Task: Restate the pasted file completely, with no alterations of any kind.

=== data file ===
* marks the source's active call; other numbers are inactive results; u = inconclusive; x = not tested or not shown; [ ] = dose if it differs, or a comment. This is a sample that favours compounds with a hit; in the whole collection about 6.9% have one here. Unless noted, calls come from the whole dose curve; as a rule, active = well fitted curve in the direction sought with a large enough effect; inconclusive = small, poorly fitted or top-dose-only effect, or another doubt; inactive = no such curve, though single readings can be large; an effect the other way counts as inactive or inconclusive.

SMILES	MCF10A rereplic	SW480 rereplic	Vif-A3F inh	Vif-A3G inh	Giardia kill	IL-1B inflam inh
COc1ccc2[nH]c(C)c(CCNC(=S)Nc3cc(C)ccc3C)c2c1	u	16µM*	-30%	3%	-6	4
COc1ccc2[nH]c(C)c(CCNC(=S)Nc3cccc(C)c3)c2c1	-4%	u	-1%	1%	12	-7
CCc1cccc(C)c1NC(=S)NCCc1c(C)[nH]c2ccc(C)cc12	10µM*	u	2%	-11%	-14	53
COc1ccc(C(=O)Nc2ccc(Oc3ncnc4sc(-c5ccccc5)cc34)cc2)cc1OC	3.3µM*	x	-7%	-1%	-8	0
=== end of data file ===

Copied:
* marks the source's active call; other numbers are inactive results; u = inconclusive; x = not tested or not shown; [ ] = dose if it differs, or a comment. This is a sample that favours compounds with a hit; in the whole collection about 6.9% have one here. Unless noted, calls come from the whole dose curve; as a rule, active = well fitted curve in the direction sought with a large enough effect; inconclusive = small, poorly fitted or top-dose-only effect, or another doubt; inactive = no such curve, though single readings can be large; an effect the other way counts as inactive or inconclusive.

SMILES	MCF10A rereplic	SW480 rereplic	Vif-A3F inh	Vif-A3G inh	Giardia kill	IL-1B inflam inh
COc1ccc2[nH]c(C)c(CCNC(=S)Nc3cc(C)ccc3C)c2c1	u	16µM*	-30%	3%	-6	4
COc1ccc2[nH]c(C)c(CCNC(=S)Nc3cccc(C)c3)c2c1	-4%	u	-1%	1%	12	-7
CCc1cccc(C)c1NC(=S)NCCc1c(C)[nH]c2ccc(C)cc12	10µM*	u	2%	-11%	-14	53
COc1ccc(C(=O)Nc2ccc(Oc3ncnc4sc(-c5ccccc5)cc34)cc2)cc1OC	3.3µM*	x	-7%	-1%	-8	0